The baptism of Clovis (doesn't really have much to do with the primaries, but it's cool).
I think anyone who has read my blog at all over the past few months knows that I have been supporting Obama. So it will come as no surprise that I ask the gentle citizens of the great states of Indiana and North Carolina to vote for him in the primaries today.
A word about Hillary Clinton. The blogosphere has grown bitter with attacks from all sides against all the candidates. And yes, I count as one who has not always moderated his language when describing the junior senator from my state (I confess to having compared her to the devil in two posts -- I'm not sorry). I would like to explain my extremity of expression.
When the race for the Democratic nomination began (sometime in the fifth century, at least it seems that way to me), although I considered Hillary as intelligent and capable, I did not rush to support her. One reason was that I felt that dynasty politics are very bad for the country and that a continued Bush-Clinton alternation should be avoided. The other big question was, of course, the war. I was against the war from the beginning. I was one of those who shivered in the cold in the big February demonstration. I knew the accusations against the Hussein regime made no sense and I could see that an invasion would have horrible consequences. This war has been a massive disaster politically, diplomatically, and most importantly, morally. Of course, almost all Democratic politicians cravenly bowed to the administration's warlust, and Hillary is not the only one at fault. Yet her attitude towards the vote has been brazenly unapologetic. I have no idea whether John Edwards was sincere in his apology for voting for the war or not, but at this point at least a gesture is required. To tell the truth, until everyone who enabled this war -- from Bush and Cheney to Kerry and Clinton to Judith Miller and Rupert Murdoch -- engage in the equivalent of a barefoot pilgrimage to Jerusalem or Santiago, I will not be convinced that they are even aware of the enormity of the crime they have committed.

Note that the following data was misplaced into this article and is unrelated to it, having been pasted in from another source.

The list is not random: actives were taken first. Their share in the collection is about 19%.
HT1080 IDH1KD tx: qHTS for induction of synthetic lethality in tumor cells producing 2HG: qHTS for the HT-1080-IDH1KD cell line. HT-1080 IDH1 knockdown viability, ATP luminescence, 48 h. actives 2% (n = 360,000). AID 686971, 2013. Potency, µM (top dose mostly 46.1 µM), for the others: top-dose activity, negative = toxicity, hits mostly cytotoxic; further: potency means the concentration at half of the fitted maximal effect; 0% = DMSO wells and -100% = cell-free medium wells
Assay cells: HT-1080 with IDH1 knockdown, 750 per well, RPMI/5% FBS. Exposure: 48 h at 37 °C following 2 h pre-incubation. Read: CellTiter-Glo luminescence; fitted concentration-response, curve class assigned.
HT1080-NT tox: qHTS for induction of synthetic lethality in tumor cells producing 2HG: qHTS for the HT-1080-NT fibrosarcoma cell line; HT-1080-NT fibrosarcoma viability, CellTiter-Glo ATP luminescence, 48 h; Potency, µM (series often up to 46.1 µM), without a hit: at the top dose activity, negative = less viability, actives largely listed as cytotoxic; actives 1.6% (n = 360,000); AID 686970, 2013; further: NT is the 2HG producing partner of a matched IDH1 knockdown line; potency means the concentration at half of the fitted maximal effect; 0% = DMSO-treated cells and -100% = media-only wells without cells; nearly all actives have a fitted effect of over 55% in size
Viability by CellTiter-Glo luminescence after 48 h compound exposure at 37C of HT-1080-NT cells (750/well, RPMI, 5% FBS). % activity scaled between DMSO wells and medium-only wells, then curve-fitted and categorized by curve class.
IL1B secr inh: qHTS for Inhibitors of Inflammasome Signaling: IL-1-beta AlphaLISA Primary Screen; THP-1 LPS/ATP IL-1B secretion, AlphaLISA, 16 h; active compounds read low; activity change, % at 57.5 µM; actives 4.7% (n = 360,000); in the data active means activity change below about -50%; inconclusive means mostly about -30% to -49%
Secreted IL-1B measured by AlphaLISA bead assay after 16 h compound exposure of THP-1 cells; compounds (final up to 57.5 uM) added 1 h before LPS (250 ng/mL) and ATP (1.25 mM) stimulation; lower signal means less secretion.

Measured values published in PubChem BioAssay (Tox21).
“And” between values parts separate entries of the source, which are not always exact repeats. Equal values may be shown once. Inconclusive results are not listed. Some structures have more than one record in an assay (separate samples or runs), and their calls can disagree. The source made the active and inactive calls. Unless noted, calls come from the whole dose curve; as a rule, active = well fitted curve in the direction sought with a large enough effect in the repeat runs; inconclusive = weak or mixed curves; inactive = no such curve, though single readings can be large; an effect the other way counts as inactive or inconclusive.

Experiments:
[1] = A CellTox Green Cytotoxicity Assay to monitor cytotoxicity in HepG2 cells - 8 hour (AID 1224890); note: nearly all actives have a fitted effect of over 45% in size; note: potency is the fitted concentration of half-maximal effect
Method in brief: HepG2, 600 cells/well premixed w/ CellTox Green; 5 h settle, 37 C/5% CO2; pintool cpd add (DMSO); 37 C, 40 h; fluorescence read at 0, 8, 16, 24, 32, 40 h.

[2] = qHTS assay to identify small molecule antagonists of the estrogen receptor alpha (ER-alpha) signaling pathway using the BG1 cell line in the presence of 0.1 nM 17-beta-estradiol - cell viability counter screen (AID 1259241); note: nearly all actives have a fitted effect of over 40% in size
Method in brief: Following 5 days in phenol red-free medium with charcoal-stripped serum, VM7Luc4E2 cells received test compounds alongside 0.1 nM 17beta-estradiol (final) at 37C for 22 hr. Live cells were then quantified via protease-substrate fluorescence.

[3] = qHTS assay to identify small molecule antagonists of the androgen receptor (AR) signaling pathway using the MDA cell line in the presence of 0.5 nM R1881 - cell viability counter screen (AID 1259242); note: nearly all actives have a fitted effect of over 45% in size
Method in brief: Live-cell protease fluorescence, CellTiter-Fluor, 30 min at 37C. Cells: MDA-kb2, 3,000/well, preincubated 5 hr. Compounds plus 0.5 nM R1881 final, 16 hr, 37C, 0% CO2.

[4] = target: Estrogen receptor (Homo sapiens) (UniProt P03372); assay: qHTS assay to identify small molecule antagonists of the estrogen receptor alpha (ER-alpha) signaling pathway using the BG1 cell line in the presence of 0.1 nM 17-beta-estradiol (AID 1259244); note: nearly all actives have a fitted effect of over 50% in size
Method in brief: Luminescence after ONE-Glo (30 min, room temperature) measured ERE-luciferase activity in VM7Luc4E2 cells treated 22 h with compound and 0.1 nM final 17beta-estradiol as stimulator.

That said, at the beginning of the whole process I was uncomfortable with much of the criticism leveled at Hillary Clinton, especially from the right. Her "ambition" was constantly cited as a negative factor, as if anyone who was running for president were not ambitious. It seemed to me that what really motivated these attacks was blatant misogyny felt by those threatened by a strong women.
Of course, much of that was true, and the examples of sexism coming out of various pundits and talking heads during this campaign are legion. Still, I have become aware there are different kinds of ambition, and some are extremely destructive. Samantha Powers was forced to resign from the Obama campaign after calling Hillary "a monster" who "is stooping to anything," but at this point I have to agree with her. Of course, Hillary's senate record is not void of silly/nauseating pandering (the flag-burning amendment, the Kyle-Lieberman amendment), but hey, a politician's a politician. What she has done in this campaign, however, has been
toxic. I've already discussed this in earlier posts, so I won't go into detail, but the truth is that there is nothing her campaign hasn't sunk to -- race-baiting, lying, changing the rules mid-game, discounting a large portion of the electorate, threatening nuclear war, etc. It's unpleasant and destructive for her party.
In the end, it's destructive for the res publica on the whole. Hillary has used every Rovian tactic available -- the echo chamber of slander, the appeal to patriotism, the "with us or against us" accusation, the dismissal of her opponents as "elites." The gas tax holiday is really the last straw. Every economist, even the Hillary-worshiping Paul Krugman, have said that it's a bad idea. Many do not hesitate to use terms like "stupid." Clinton's response? She's for the common people, not those elite economists! Does this sound familiar at all? Think about George W. Bush and his rejection of elite scientists. Apart from whatever policy differences they have, Clinton, like Bush, depend on the dumbing down of the electorate to achieve and hold onto power. Clinton says things she knows aren't true hoping that we're stupid enough not to really check into them and rather rely on a complacent and lazy media more interested in sound-bites than in real information. She is using the tried and true GOP method to appeal to ignorance against knowledge. Whether or not the GOP and Hillary are right about the general electorate (and I pray they aren't, despite the evidence of the last eight years), they are insulting our intelligence. I'm sure Hillary really does believe she can do good things for the country and help people, but she comes from a political culture that sees the average citizen as nothing more but something to be manipulated and bamboozled at election time, and then thrust out of the way. Who is the true elitist here?
Come on Indiana and North Carolina, let's end this circus.
ADDENDUM: As usual, Jon Stewart explains it best: